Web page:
As he got older, I would review what he had ‘packed’ proving just how important he needed each and every step of his learning. For example, knowing how to add helps with subtracting…just as knowing one’s multiplication tables makes division that much easier. Over the years, my metaphor of a ‘suitcase’ became a symbol of his accomplishments.

Michael struggled to do well in school but it wasn’t until around Grade 7 that everything fell into place for him. As his eczema started to heal, he started to sleep through the night. This in turn allowed him to focus better in school and that is when the ‘light bulb’ went off. Everything started to make sense to him…as if the items in his ‘suitcase’ were finally coming together.

The desire and ability to do well finally came together for him. He graduated Grade 8 with Honours and was the recipient of the Christian Spirit  Award.

The common thread throughout our journey has been hope

…the hope that Michael’s choices would not be controlled by his eczema and food allergies.
…t
he hope that his eczema and food allergies would act as a catalyst for learning compassion, building a strong sense of sense, confidence and esteem.
…the hope that he would one day outgrow his eczema and food allergies.
…the hope that he would see his own potential and strive to reach his goals.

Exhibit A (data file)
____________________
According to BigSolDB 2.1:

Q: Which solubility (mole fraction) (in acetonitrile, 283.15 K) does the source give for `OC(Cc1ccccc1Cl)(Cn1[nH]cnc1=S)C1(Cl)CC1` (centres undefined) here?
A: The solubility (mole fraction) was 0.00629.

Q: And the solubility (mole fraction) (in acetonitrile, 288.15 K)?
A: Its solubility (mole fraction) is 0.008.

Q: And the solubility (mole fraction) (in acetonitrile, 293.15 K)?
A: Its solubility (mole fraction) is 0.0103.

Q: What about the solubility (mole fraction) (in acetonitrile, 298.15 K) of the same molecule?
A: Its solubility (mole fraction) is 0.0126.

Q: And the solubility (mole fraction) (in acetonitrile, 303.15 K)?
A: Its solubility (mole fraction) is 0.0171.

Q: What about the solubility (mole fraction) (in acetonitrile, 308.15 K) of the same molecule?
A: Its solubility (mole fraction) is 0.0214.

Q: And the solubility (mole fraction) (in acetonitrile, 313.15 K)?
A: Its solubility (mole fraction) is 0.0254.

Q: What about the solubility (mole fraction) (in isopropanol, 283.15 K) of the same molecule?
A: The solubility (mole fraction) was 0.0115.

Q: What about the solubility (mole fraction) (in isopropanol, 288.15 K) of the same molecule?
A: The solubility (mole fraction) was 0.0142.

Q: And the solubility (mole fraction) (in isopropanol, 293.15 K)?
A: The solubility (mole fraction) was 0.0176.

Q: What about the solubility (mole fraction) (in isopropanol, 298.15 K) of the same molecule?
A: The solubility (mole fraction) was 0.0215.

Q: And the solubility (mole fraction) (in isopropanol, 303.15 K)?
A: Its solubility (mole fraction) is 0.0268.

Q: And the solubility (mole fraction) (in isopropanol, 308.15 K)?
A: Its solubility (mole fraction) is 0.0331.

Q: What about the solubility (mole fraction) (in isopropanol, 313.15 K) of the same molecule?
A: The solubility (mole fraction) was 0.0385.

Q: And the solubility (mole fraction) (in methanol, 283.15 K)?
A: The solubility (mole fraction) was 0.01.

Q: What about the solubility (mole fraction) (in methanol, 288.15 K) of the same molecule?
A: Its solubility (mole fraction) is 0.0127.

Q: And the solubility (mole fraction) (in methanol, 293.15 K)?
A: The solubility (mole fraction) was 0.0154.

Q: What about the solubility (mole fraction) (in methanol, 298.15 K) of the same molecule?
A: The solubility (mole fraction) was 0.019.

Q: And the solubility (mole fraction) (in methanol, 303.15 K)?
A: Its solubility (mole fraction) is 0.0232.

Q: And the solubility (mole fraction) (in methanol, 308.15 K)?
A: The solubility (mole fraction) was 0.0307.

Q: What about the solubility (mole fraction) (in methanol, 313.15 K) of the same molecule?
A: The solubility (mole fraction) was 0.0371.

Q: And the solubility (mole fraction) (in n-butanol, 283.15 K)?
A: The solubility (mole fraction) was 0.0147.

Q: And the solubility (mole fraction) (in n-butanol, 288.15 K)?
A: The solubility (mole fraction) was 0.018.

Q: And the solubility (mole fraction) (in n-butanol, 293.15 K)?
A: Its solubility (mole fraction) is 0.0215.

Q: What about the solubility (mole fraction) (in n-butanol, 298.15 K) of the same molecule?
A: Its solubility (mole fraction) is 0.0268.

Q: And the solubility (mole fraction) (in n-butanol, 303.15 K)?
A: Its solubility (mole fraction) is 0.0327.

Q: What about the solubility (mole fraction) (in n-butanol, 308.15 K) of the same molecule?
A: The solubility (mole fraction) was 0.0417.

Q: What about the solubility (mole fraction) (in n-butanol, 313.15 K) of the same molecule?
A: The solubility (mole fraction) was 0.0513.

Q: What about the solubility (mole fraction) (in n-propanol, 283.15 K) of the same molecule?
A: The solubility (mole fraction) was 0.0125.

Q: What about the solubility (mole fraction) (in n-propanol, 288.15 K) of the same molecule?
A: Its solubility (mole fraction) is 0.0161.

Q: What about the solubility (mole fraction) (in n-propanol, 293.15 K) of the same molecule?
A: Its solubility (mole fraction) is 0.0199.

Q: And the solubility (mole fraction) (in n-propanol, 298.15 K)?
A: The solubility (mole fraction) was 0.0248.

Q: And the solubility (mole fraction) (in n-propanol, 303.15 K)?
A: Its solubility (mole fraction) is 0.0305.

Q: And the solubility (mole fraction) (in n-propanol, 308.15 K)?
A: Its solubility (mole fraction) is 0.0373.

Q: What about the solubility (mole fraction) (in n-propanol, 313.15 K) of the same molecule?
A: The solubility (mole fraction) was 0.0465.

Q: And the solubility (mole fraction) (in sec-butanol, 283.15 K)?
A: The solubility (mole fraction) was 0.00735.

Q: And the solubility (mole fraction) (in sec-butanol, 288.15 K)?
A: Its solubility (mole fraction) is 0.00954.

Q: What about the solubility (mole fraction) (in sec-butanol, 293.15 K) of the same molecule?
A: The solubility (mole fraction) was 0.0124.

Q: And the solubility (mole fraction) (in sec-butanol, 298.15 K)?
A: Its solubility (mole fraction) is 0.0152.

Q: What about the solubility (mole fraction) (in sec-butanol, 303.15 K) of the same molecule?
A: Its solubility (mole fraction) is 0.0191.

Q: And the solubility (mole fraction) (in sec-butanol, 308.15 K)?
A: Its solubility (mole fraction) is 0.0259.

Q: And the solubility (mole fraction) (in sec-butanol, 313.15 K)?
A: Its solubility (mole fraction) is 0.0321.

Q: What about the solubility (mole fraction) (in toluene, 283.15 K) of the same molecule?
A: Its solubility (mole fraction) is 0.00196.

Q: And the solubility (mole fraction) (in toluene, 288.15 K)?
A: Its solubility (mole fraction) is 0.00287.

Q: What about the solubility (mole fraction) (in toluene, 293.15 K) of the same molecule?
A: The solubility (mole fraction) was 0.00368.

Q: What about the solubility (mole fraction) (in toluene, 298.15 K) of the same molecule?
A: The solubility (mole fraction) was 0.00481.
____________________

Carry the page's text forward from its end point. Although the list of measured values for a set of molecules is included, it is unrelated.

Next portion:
So here we are now…Michael in his final year of high school. His ‘suitcase’ has served him well. I know he has all the tools he needs to achieve the average needed for the university of his choice. It’s all up to him. Just one more semester to go.

My hope now for Michael and all youth out there with food allergies embarking on their new paths…universal acceptance.

Times are changing…the more society, immediate family, friends, peers, and educational establishments recognize the importance of embracing our children with food allergies…the easier it will be for these students to achieve their personal goals.

Hope, support, choice, faith and change have played a major role throughout Michael’s journey. They have made him who he is today…a young man with big dreams with the self-esteem, ability and opportunity to reach them…and one proud mom!

Joining My Boys With Food Allergies High School School Council

Well, I finally did it…I joined my boys’ high school School Council. After 3 years of their Vice-Principal, now the Principal, inviting me to join…I felt that this year was the year to do it.

Michael’s upcoming Graduation played a big part in my decision. Graduation events planned for the 2013/2014 year…an Annual Graduation Christmas Dinner, Graduation Day and of course, The Prom.  As each of these Graduation events involve food, research will be needed to determine a plan of action due to Michael’s food allergies to dairy, egg, beef, lamb, fish, shellfish, sesame, peanut/tree nuts, mustard and raspberries. I felt the best option for me, as a parent of children with food allergies, to figure out all the Graduation events was to get ‘on board’ and join the School Council.

“Why?”, might you say, “did I not join sooner?”  Well, each and every parent of a child/children with or without food allergies will have their own reasons for joining or not joining a School Council. Personally, I felt I needed a purpose/goal to commit myself…the idea of raising awareness of anaphylaxis to set into motion some safe-guards at Graduation events for students with food allergies gave me reason to join.